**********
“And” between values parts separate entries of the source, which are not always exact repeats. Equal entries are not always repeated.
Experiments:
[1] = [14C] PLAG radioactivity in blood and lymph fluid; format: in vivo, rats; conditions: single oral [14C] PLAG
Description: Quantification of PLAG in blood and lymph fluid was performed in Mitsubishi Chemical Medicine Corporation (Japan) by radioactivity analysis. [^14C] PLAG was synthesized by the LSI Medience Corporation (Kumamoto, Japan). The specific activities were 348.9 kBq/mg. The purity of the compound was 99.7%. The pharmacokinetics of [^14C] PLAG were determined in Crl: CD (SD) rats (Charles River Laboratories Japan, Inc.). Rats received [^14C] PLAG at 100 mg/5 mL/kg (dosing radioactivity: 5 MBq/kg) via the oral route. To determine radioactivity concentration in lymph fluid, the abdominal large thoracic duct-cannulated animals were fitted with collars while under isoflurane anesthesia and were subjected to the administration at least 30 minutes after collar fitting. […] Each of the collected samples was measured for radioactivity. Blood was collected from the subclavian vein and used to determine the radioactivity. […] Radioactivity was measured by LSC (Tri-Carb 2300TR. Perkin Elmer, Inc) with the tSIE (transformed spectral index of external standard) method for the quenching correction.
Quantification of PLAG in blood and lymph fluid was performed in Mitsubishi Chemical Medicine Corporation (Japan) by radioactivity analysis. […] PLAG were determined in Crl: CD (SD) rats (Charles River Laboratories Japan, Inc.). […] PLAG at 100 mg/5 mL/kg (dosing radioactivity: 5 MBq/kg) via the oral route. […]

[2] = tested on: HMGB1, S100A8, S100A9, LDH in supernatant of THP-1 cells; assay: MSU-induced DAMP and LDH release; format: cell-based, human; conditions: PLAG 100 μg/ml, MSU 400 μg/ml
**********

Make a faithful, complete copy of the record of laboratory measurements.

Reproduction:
“And” between values parts separate entries of the source, which are not always exact repeats. Equal entries are not always repeated.
Experiments:
[1] = [14C] PLAG radioactivity in blood and lymph fluid; format: in vivo, rats; conditions: single oral [14C] PLAG
Description: Quantification of PLAG in blood and lymph fluid was performed in Mitsubishi Chemical Medicine Corporation (Japan) by radioactivity analysis. [^14C] PLAG was synthesized by the LSI Medience Corporation (Kumamoto, Japan). The specific activities were 348.9 kBq/mg. The purity of the compound was 99.7%. The pharmacokinetics of [^14C] PLAG were determined in Crl: CD (SD) rats (Charles River Laboratories Japan, Inc.). Rats received [^14C] PLAG at 100 mg/5 mL/kg (dosing radioactivity: 5 MBq/kg) via the oral route. To determine radioactivity concentration in lymph fluid, the abdominal large thoracic duct-cannulated animals were fitted with collars while under isoflurane anesthesia and were subjected to the administration at least 30 minutes after collar fitting. […] Each of the collected samples was measured for radioactivity. Blood was collected from the subclavian vein and used to determine the radioactivity. […] Radioactivity was measured by LSC (Tri-Carb 2300TR. Perkin Elmer, Inc) with the tSIE (transformed spectral index of external standard) method for the quenching correction.
Quantification of PLAG in blood and lymph fluid was performed in Mitsubishi Chemical Medicine Corporation (Japan) by radioactivity analysis. […] PLAG were determined in Crl: CD (SD) rats (Charles River Laboratories Japan, Inc.). […] PLAG at 100 mg/5 mL/kg (dosing radioactivity: 5 MBq/kg) via the oral route. […]

[2] = tested on: HMGB1, S100A8, S100A9, LDH in supernatant of THP-1 cells; assay: MSU-induced DAMP and LDH release; format: cell-based, human; conditions: PLAG 100 μg/ml, MSU 400 μg/ml